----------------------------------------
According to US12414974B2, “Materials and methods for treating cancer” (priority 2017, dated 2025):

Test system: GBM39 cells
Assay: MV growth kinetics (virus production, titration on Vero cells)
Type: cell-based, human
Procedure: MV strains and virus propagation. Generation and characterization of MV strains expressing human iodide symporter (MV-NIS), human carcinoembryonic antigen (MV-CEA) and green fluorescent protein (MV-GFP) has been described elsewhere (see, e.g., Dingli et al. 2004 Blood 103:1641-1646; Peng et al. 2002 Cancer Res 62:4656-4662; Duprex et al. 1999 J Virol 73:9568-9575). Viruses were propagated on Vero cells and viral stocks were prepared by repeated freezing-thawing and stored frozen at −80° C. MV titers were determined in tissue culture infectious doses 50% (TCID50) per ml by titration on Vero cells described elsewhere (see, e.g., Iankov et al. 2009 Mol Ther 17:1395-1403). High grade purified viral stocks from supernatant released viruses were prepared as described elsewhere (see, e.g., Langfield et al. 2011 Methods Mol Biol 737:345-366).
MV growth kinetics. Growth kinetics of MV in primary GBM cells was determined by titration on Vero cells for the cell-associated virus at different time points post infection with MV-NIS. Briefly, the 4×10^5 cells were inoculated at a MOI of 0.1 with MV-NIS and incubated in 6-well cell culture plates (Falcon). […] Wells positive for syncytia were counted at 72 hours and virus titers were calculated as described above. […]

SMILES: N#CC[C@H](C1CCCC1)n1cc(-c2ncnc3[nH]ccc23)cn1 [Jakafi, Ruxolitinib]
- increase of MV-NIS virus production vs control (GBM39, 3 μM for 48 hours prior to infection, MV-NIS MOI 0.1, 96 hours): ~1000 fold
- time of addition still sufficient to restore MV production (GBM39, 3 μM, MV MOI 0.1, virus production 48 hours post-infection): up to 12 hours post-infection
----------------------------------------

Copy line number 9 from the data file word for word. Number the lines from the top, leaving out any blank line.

- time of addition still sufficient to restore MV production (GBM39, 3 μM, MV MOI 0.1, virus production 48 hours post-infection): up to 12 hours post-infection